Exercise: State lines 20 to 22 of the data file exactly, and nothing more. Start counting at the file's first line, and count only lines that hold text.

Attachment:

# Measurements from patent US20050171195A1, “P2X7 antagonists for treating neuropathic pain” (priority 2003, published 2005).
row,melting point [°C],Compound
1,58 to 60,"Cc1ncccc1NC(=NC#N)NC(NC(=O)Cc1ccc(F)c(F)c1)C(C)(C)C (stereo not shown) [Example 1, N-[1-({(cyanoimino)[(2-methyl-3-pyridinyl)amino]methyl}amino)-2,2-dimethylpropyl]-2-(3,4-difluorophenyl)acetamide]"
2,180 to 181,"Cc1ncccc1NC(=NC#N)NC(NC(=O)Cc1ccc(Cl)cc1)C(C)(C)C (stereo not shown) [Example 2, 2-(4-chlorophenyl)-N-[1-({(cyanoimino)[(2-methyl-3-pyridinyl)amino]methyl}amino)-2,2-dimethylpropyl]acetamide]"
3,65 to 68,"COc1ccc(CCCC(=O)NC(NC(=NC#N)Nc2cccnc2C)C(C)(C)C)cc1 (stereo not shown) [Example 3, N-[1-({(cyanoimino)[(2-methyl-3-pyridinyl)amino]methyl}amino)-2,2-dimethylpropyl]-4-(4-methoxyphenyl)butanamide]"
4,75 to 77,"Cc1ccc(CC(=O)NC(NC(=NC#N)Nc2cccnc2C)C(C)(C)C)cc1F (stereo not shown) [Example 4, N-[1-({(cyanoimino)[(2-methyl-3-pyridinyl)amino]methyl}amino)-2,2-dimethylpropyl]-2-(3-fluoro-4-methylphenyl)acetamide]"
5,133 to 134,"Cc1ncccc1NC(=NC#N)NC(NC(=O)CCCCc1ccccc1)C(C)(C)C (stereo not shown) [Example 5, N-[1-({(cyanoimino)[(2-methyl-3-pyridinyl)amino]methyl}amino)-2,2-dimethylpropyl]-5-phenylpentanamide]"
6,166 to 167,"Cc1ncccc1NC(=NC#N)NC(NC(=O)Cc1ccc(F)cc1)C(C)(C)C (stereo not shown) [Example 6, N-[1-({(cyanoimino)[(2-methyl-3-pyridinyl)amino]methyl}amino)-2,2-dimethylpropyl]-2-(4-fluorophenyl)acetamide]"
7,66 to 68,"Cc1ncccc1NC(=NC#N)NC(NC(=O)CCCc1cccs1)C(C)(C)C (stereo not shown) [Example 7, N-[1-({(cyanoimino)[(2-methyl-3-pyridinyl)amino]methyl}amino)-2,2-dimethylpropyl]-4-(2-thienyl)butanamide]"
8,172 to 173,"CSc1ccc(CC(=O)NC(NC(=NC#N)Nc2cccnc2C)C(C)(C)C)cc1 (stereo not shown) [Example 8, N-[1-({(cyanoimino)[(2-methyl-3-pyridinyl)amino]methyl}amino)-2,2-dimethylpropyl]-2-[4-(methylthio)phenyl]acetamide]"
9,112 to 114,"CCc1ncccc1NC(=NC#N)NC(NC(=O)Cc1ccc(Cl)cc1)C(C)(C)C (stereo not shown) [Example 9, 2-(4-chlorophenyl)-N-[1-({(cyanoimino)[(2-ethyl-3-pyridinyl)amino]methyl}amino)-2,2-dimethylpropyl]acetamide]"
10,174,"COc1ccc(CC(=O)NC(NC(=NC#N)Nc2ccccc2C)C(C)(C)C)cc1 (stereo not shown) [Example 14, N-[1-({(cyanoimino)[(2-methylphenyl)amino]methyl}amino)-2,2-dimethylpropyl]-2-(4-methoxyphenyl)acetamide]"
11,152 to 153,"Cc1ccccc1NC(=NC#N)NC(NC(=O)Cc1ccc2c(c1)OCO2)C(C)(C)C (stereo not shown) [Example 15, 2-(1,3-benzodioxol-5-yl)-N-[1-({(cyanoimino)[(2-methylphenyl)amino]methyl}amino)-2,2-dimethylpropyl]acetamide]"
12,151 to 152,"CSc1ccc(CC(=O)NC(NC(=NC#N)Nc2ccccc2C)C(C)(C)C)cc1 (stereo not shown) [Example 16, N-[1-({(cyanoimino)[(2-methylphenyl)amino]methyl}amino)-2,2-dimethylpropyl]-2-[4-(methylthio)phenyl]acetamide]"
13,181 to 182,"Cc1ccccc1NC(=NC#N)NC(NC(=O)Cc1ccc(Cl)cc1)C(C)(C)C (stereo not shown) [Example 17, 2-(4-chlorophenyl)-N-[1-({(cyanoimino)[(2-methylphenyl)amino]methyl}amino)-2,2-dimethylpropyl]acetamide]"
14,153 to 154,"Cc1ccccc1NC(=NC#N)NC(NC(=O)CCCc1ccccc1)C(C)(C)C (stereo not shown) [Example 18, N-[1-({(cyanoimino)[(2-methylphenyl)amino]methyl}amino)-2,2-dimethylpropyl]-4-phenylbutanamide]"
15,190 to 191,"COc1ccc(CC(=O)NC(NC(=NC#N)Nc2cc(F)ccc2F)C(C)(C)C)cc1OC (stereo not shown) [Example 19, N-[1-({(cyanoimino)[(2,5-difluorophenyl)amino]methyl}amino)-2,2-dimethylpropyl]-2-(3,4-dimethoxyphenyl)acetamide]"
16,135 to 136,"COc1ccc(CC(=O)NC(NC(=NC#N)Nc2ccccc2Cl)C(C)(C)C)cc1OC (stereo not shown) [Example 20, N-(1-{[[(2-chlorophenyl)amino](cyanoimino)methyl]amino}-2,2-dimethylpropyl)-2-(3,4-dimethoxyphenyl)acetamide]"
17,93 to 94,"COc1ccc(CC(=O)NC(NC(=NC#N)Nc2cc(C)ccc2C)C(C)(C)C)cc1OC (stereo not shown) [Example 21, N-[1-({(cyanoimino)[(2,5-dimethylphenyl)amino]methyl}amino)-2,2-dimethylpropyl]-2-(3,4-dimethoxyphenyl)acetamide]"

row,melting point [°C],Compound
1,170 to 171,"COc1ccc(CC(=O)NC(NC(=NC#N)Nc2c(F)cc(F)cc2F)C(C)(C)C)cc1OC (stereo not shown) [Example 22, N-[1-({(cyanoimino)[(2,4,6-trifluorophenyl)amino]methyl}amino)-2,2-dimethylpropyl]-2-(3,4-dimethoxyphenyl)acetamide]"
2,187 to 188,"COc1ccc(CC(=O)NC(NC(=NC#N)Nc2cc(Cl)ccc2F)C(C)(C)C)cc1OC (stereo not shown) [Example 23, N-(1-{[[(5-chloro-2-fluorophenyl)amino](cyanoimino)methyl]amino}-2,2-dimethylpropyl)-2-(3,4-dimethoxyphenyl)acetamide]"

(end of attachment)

row,melting point [°C],Compound
1,170 to 171,"COc1ccc(CC(=O)NC(NC(=NC#N)Nc2c(F)cc(F)cc2F)C(C)(C)C)cc1OC (stereo not shown) [Example 22, N-[1-({(cyanoimino)[(2,4,6-trifluorophenyl)amino]methyl}amino)-2,2-dimethylpropyl]-2-(3,4-dimethoxyphenyl)acetamide]"
2,187 to 188,"COc1ccc(CC(=O)NC(NC(=NC#N)Nc2cc(Cl)ccc2F)C(C)(C)C)cc1OC (stereo not shown) [Example 23, N-(1-{[[(5-chloro-2-fluorophenyl)amino](cyanoimino)methyl]amino}-2,2-dimethylpropyl)-2-(3,4-dimethoxyphenyl)acetamide]"